A: I offer two theories. First, the quarterback play is so good that comebacks happen often. You've seen that in home games at the Georgia Dome for the past five years with Matt Ryan there. The number of double-digit comebacks in the regular season has increased each season. Quarterbacks are increasingly using no-huddle in games and are comfortable in comeback situations out of that offense. My second theory involves the wear and tear on defenses. Defenses tend to wear down during the season. As seen in the playoffs, several defensive ends with pass-rush ability were out with injuries or playing hurt. Some of those defenses don't have great second pass-rushers. Because of that, quarterbacks tend to have a little more time to throw.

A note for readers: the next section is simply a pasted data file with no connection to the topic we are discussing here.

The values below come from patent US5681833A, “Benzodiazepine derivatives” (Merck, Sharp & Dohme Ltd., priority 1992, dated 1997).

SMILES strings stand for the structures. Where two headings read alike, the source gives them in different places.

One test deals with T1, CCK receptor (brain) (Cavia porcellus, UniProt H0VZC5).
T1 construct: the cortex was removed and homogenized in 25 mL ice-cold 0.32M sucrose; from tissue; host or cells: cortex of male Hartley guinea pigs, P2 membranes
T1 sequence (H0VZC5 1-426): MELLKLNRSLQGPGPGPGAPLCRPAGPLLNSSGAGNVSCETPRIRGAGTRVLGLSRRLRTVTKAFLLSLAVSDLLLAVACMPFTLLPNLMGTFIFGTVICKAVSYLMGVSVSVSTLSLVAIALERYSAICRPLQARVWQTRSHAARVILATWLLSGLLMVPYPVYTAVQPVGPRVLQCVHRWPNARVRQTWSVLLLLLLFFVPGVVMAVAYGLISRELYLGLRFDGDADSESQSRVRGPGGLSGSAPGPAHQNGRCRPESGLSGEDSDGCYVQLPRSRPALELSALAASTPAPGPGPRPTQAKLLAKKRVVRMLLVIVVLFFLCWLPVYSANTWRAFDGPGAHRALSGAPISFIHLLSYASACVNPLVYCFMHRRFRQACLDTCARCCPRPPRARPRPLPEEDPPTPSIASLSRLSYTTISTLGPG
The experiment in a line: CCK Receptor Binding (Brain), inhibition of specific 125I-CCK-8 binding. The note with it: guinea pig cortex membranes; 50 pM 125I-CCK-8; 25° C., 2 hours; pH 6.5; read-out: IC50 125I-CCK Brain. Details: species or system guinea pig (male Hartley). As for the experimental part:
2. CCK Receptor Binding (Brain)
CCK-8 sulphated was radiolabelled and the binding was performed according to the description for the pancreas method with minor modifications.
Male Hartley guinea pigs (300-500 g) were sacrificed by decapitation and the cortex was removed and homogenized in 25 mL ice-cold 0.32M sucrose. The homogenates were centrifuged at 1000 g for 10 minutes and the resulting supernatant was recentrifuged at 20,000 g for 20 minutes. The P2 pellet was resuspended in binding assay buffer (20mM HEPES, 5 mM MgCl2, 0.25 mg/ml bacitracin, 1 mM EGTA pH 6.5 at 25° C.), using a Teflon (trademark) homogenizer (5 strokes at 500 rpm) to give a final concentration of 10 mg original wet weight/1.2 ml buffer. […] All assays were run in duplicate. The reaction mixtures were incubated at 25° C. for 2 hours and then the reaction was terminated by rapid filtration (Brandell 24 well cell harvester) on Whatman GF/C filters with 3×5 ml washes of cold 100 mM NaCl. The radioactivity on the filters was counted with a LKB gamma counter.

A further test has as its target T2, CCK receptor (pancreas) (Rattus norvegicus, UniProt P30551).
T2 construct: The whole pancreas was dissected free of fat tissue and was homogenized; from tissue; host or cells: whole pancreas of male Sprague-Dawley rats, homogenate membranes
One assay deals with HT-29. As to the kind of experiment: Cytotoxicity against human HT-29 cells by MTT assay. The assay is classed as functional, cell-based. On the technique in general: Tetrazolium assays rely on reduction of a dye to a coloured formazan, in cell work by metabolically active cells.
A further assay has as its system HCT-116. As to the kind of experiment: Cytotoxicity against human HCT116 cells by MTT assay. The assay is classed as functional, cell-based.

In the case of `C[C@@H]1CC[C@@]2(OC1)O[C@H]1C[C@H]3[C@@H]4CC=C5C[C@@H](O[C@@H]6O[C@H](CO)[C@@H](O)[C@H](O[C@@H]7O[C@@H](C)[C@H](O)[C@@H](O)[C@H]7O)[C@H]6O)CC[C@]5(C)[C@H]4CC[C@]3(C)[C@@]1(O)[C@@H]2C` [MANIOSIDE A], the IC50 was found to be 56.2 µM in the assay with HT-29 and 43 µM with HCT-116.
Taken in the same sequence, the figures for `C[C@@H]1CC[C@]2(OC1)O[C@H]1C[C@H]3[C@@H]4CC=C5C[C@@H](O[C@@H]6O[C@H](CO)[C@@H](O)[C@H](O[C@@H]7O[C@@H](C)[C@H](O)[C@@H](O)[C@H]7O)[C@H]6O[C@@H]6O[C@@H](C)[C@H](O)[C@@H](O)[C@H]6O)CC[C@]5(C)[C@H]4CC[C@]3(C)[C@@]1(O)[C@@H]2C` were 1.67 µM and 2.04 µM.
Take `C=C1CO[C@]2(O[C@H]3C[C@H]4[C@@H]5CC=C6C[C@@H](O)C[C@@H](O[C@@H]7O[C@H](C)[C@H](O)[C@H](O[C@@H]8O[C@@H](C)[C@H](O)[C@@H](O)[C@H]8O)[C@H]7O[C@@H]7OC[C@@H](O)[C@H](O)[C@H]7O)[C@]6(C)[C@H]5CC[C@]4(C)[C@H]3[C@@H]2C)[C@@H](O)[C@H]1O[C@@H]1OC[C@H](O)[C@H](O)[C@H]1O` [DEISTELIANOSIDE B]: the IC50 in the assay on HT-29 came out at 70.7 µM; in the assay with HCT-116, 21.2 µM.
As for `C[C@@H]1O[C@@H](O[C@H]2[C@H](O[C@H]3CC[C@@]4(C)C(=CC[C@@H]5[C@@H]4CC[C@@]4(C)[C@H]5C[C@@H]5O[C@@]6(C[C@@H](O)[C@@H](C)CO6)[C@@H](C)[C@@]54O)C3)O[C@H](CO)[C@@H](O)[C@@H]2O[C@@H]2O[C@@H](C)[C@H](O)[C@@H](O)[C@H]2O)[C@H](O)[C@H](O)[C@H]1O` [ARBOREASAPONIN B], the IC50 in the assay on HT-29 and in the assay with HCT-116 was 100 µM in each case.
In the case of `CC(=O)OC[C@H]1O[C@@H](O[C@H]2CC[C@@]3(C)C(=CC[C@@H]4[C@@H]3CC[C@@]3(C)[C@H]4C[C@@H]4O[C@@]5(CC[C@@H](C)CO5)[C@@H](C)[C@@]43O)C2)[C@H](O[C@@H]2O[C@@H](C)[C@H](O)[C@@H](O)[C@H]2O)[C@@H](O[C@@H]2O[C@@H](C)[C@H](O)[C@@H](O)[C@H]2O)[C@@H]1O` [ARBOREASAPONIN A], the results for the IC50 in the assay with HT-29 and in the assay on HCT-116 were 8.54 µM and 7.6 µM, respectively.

Connor in Greenfield, Ind., notes the large amount of cap room available to the Indianapolis Colts and wonders whether the Colts could go after Ed Reed, Anthony Spencer, Paul Kruger, LaRon Landry and others. I can see them going after Kruger and maybe a safety, but I don't think they are going to go crazy in free agency. Eric in Ellicott City, Md., I do think the $18 million cap penalty had a marked effect on the Washington Redskins last season and will have an impact this year. Without the penalty, the Redskins would have landed Vincent Jackson at wide receiver. That would have been big. For the Pro Bowl, Mike B in Oshkosh, Wis., suggests replacing it with a Futures Game and pairing it with the Senior Bowl. Not a bad idea, but would the players in the Futures Game give better effort than the players who participate in the Pro Bowl? Chris in Richmond, Va., I do think Chris Ivory would be an option for a team looking for a running back, but I don't see much happening this year. As you note, he is a restricted free agent. Very few restricted free agents move. Ivory is a good back. Brian in St. Louis can't figure out why Collin Klein isn't getting higher ratings among the quarterbacks in this draft. A lot of scouts think he would be better served to try a new position such as tight end. Brad Smith had a great college career at quarterback, then moved to wide receiver. That worked out for Smith. We'll see whether Klein will accept a similar switch. Travis in North Hollywood, Calif., wonders why Hawaii isn't considered for Super Bowls. Several reasons. The cost of travel for fans at the last minute might be tough. The stadium doesn't work. Let's just hope the NFL finds a way to keep the Pro Bowl and keep Hawaii on the NFL map. Bert in Houston wonders whether the return of Sean Payton will put the New Orleans Saints back in the playoffs. I think it will. They still have a decent roster as well as a great quarterback in Drew Brees. Last year was just a mess. Payton will clean that up.